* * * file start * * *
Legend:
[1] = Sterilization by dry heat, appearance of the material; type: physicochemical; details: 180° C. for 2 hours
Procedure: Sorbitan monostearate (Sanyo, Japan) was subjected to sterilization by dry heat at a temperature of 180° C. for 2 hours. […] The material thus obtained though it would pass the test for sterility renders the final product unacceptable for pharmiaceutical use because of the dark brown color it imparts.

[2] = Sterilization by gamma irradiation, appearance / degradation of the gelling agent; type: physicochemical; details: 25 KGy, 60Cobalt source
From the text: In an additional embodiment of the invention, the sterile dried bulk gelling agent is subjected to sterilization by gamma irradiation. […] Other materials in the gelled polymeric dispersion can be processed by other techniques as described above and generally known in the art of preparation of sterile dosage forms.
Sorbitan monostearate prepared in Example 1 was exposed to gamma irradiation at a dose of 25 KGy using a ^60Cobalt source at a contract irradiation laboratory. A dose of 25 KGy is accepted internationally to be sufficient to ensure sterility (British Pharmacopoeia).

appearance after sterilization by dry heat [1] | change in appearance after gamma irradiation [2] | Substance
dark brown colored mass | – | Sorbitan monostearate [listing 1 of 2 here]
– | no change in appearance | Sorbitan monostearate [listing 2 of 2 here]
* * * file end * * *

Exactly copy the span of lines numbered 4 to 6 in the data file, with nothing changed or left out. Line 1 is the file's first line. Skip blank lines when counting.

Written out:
[2] = Sterilization by gamma irradiation, appearance / degradation of the gelling agent; type: physicochemical; details: 25 KGy, 60Cobalt source
From the text: In an additional embodiment of the invention, the sterile dried bulk gelling agent is subjected to sterilization by gamma irradiation. […] Other materials in the gelled polymeric dispersion can be processed by other techniques as described above and generally known in the art of preparation of sterile dosage forms.
Sorbitan monostearate prepared in Example 1 was exposed to gamma irradiation at a dose of 25 KGy using a ^60Cobalt source at a contract irradiation laboratory. A dose of 25 KGy is accepted internationally to be sufficient to ensure sterility (British Pharmacopoeia).